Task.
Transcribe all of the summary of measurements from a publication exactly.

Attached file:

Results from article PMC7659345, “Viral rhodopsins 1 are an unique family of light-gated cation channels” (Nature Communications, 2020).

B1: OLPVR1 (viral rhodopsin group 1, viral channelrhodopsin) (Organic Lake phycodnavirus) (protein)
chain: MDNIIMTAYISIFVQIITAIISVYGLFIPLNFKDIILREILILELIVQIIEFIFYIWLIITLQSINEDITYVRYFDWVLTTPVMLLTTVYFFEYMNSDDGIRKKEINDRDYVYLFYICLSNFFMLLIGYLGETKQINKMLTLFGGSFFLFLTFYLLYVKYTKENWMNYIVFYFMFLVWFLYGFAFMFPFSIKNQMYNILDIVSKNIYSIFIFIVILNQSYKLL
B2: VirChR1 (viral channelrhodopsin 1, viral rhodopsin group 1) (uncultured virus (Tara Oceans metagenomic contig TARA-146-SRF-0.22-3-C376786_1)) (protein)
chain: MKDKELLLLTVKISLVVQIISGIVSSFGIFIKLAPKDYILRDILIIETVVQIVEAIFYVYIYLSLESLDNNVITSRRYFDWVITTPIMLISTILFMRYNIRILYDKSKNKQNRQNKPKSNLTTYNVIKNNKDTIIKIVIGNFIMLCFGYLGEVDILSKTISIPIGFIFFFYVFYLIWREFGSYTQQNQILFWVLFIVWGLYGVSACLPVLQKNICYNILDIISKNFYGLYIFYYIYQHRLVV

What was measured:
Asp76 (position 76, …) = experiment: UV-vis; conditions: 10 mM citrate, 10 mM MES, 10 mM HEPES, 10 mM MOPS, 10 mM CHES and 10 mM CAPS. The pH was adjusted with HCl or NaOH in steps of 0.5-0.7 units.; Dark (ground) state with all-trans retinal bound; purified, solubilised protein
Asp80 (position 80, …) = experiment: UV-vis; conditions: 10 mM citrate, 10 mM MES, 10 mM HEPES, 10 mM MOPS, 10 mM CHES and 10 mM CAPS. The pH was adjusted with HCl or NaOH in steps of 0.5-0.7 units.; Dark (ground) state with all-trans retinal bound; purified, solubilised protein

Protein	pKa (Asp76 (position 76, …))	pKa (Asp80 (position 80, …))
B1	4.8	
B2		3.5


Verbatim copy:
Results from article PMC7659345, “Viral rhodopsins 1 are an unique family of light-gated cation channels” (Nature Communications, 2020).

B1: OLPVR1 (viral rhodopsin group 1, viral channelrhodopsin) (Organic Lake phycodnavirus) (protein)
chain: MDNIIMTAYISIFVQIITAIISVYGLFIPLNFKDIILREILILELIVQIIEFIFYIWLIITLQSINEDITYVRYFDWVLTTPVMLLTTVYFFEYMNSDDGIRKKEINDRDYVYLFYICLSNFFMLLIGYLGETKQINKMLTLFGGSFFLFLTFYLLYVKYTKENWMNYIVFYFMFLVWFLYGFAFMFPFSIKNQMYNILDIVSKNIYSIFIFIVILNQSYKLL
B2: VirChR1 (viral channelrhodopsin 1, viral rhodopsin group 1) (uncultured virus (Tara Oceans metagenomic contig TARA-146-SRF-0.22-3-C376786_1)) (protein)
chain: MKDKELLLLTVKISLVVQIISGIVSSFGIFIKLAPKDYILRDILIIETVVQIVEAIFYVYIYLSLESLDNNVITSRRYFDWVITTPIMLISTILFMRYNIRILYDKSKNKQNRQNKPKSNLTTYNVIKNNKDTIIKIVIGNFIMLCFGYLGEVDILSKTISIPIGFIFFFYVFYLIWREFGSYTQQNQILFWVLFIVWGLYGVSACLPVLQKNICYNILDIISKNFYGLYIFYYIYQHRLVV

What was measured:
Asp76 (position 76, …) = experiment: UV-vis; conditions: 10 mM citrate, 10 mM MES, 10 mM HEPES, 10 mM MOPS, 10 mM CHES and 10 mM CAPS. The pH was adjusted with HCl or NaOH in steps of 0.5-0.7 units.; Dark (ground) state with all-trans retinal bound; purified, solubilised protein
Asp80 (position 80, …) = experiment: UV-vis; conditions: 10 mM citrate, 10 mM MES, 10 mM HEPES, 10 mM MOPS, 10 mM CHES and 10 mM CAPS. The pH was adjusted with HCl or NaOH in steps of 0.5-0.7 units.; Dark (ground) state with all-trans retinal bound; purified, solubilised protein

Protein	pKa (Asp76 (position 76, …))	pKa (Asp80 (position 80, …))
B1	4.8	
B2		3.5